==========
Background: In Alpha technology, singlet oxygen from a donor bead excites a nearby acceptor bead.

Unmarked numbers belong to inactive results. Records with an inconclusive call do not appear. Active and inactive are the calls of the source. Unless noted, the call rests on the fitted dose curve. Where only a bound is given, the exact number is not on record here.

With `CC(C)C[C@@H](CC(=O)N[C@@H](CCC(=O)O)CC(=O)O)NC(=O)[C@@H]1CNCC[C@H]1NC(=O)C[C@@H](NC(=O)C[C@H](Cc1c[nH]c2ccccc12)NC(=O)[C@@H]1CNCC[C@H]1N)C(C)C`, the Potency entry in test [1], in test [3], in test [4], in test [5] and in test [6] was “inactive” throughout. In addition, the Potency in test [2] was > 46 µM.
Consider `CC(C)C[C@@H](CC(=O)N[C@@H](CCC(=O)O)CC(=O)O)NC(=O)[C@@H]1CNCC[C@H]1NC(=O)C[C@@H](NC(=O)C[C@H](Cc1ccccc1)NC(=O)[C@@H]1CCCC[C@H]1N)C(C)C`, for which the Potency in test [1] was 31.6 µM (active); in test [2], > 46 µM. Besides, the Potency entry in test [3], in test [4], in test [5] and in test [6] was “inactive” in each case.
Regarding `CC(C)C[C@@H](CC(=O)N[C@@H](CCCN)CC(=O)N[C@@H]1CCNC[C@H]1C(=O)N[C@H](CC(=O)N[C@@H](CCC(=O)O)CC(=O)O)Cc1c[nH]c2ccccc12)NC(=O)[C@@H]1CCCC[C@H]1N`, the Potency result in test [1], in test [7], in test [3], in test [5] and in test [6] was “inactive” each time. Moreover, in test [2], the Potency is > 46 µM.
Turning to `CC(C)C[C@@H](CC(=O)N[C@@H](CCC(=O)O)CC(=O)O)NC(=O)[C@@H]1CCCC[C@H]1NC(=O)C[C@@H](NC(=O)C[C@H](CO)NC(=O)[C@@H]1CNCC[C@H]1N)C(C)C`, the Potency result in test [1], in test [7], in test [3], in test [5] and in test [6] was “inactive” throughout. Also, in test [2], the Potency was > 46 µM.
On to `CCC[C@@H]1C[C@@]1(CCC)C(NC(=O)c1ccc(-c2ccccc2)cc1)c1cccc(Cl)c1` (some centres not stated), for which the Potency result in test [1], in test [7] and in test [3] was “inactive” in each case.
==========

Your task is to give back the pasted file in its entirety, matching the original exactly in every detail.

Background: In Alpha technology, singlet oxygen from a donor bead excites a nearby acceptor bead.

Unmarked numbers belong to inactive results. Records with an inconclusive call do not appear. Active and inactive are the calls of the source. Unless noted, the call rests on the fitted dose curve. Where only a bound is given, the exact number is not on record here.

With `CC(C)C[C@@H](CC(=O)N[C@@H](CCC(=O)O)CC(=O)O)NC(=O)[C@@H]1CNCC[C@H]1NC(=O)C[C@@H](NC(=O)C[C@H](Cc1c[nH]c2ccccc12)NC(=O)[C@@H]1CNCC[C@H]1N)C(C)C`, the Potency entry in test [1], in test [3], in test [4], in test [5] and in test [6] was “inactive” throughout. In addition, the Potency in test [2] was > 46 µM.
Consider `CC(C)C[C@@H](CC(=O)N[C@@H](CCC(=O)O)CC(=O)O)NC(=O)[C@@H]1CNCC[C@H]1NC(=O)C[C@@H](NC(=O)C[C@H](Cc1ccccc1)NC(=O)[C@@H]1CCCC[C@H]1N)C(C)C`, for which the Potency in test [1] was 31.6 µM (active); in test [2], > 46 µM. Besides, the Potency entry in test [3], in test [4], in test [5] and in test [6] was “inactive” in each case.
Regarding `CC(C)C[C@@H](CC(=O)N[C@@H](CCCN)CC(=O)N[C@@H]1CCNC[C@H]1C(=O)N[C@H](CC(=O)N[C@@H](CCC(=O)O)CC(=O)O)Cc1c[nH]c2ccccc12)NC(=O)[C@@H]1CCCC[C@H]1N`, the Potency result in test [1], in test [7], in test [3], in test [5] and in test [6] was “inactive” each time. Moreover, in test [2], the Potency is > 46 µM.
Turning to `CC(C)C[C@@H](CC(=O)N[C@@H](CCC(=O)O)CC(=O)O)NC(=O)[C@@H]1CCCC[C@H]1NC(=O)C[C@@H](NC(=O)C[C@H](CO)NC(=O)[C@@H]1CNCC[C@H]1N)C(C)C`, the Potency result in test [1], in test [7], in test [3], in test [5] and in test [6] was “inactive” throughout. Also, in test [2], the Potency was > 46 µM.
On to `CCC[C@@H]1C[C@@]1(CCC)C(NC(=O)c1ccc(-c2ccccc2)cc1)c1cccc(Cl)c1` (some centres not stated), for which the Potency result in test [1], in test [7] and in test [3] was “inactive” in each case.